The Place: A small ranch in a valley outside of Pateros, WA, north of Chelan. Owned by Rich and Margaret Beyer, there is a small cabin, a large field of very dead grass, a small burbling creek, a large table set up outside for meals and presentations, and one pit toilet.
The Event: The 1st NWSSA International Symposium
Little did we know that in this humble birthplace one of the most important contributions to the art of carving stone on the West Coast of the United States was about to take place. The Spirit of Support and the Passion of Carving Stone would continue to grow and evolve for decades.
The 1st Symposium was created by Meg Pettibone, Patricia Belyea, Claire McArdle, and Margaret Beyer. Approximately 30 people attended. The cost was $100 for 3 days. Instruction and guidance was provided by George Pratt, Rich Beyer, Lee Gass, Marie Carp, Everett DuPen and John Hoge. George also provided a large marble boulder for a group hand carving project. A generator was brought in to provide electricity and compressed air for Rich to demonstrate using air hammers on a large granite boulder on site. Lee Gass introduced his method of using diamond grinder bits to carve hard stone. George Pratt also introduced us to a relatively new tool, the angle grinder. An area was set to work on the group project or our own hand-carving in the cool, quiet next to the creek.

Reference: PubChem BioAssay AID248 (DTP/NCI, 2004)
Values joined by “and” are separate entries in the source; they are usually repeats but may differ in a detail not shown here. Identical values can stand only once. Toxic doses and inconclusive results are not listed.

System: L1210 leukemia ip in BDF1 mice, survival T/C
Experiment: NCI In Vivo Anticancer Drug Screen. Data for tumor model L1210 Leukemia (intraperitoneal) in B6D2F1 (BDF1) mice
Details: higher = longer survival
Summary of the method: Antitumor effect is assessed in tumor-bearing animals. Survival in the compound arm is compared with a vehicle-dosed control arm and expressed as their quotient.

Included was lunch and dinner (cooked by Rich Beyer’s daughter), evening discussions, a few stones available for purchase, and your own space to tent camp (a few people chose to stay at a nearby B&B). Everything was held outdoors. Bathing demanded a short, dusty truck ride down to the Methow River.
The 2nd Symposium was held Aug 17-20, 1989 at the same location. Karen Murphy and Carol Way were the directors. Instructors were George Pratt, Marie Carp, Everett DuPen, Rich Baker, and Rich Beyer. Again, there were professional presentations, stimulating conversations, and a great sense of camaraderie. A unique opportunity was provided by Rich Beyer at his studio in nearby Pateros: we all got a hands-on lesson on carving granite use an oxy-acetylene torch with a water feed attached. It sounded like a jet engine and carved stone by blasting/melting it. Great fun!